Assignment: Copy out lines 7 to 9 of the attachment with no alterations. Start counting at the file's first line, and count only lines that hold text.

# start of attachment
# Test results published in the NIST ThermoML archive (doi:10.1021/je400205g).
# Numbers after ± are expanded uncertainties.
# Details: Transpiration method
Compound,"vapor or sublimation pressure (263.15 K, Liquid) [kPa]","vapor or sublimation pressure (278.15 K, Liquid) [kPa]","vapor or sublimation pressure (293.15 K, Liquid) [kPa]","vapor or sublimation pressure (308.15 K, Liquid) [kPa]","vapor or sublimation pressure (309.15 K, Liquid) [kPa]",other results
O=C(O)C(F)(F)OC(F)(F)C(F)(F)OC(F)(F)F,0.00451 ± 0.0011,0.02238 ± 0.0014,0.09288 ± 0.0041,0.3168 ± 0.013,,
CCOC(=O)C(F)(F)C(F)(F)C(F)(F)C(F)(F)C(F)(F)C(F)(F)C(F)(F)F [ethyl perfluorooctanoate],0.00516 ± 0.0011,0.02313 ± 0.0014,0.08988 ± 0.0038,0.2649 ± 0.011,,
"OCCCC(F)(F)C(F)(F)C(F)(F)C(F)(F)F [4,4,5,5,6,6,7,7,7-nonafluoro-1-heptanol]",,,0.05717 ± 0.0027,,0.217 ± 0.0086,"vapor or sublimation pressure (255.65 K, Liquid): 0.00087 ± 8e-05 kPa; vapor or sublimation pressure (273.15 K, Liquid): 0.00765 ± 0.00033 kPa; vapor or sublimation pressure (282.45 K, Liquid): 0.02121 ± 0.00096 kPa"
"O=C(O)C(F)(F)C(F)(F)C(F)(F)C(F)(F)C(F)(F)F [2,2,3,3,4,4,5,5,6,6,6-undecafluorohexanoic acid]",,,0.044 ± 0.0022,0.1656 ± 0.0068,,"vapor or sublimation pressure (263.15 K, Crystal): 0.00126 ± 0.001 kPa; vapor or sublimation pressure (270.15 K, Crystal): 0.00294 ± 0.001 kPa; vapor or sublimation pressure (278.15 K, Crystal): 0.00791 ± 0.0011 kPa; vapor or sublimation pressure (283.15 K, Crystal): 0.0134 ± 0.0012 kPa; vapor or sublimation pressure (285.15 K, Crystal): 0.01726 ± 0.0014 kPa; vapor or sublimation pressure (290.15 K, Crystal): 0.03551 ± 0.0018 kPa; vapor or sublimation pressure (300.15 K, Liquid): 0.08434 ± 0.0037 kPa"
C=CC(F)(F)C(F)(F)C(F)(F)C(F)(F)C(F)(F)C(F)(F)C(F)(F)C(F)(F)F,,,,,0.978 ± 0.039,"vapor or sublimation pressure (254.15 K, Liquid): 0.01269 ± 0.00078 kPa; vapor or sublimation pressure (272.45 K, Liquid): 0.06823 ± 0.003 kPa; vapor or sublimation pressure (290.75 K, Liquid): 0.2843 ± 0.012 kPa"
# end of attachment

"OCCCC(F)(F)C(F)(F)C(F)(F)C(F)(F)F [4,4,5,5,6,6,7,7,7-nonafluoro-1-heptanol]",,,0.05717 ± 0.0027,,0.217 ± 0.0086,"vapor or sublimation pressure (255.65 K, Liquid): 0.00087 ± 8e-05 kPa; vapor or sublimation pressure (273.15 K, Liquid): 0.00765 ± 0.00033 kPa; vapor or sublimation pressure (282.45 K, Liquid): 0.02121 ± 0.00096 kPa"
"O=C(O)C(F)(F)C(F)(F)C(F)(F)C(F)(F)C(F)(F)F [2,2,3,3,4,4,5,5,6,6,6-undecafluorohexanoic acid]",,,0.044 ± 0.0022,0.1656 ± 0.0068,,"vapor or sublimation pressure (263.15 K, Crystal): 0.00126 ± 0.001 kPa; vapor or sublimation pressure (270.15 K, Crystal): 0.00294 ± 0.001 kPa; vapor or sublimation pressure (278.15 K, Crystal): 0.00791 ± 0.0011 kPa; vapor or sublimation pressure (283.15 K, Crystal): 0.0134 ± 0.0012 kPa; vapor or sublimation pressure (285.15 K, Crystal): 0.01726 ± 0.0014 kPa; vapor or sublimation pressure (290.15 K, Crystal): 0.03551 ± 0.0018 kPa; vapor or sublimation pressure (300.15 K, Liquid): 0.08434 ± 0.0037 kPa"
C=CC(F)(F)C(F)(F)C(F)(F)C(F)(F)C(F)(F)C(F)(F)C(F)(F)C(F)(F)F,,,,,0.978 ± 0.039,"vapor or sublimation pressure (254.15 K, Liquid): 0.01269 ± 0.00078 kPa; vapor or sublimation pressure (272.45 K, Liquid): 0.06823 ± 0.003 kPa; vapor or sublimation pressure (290.75 K, Liquid): 0.2843 ± 0.012 kPa"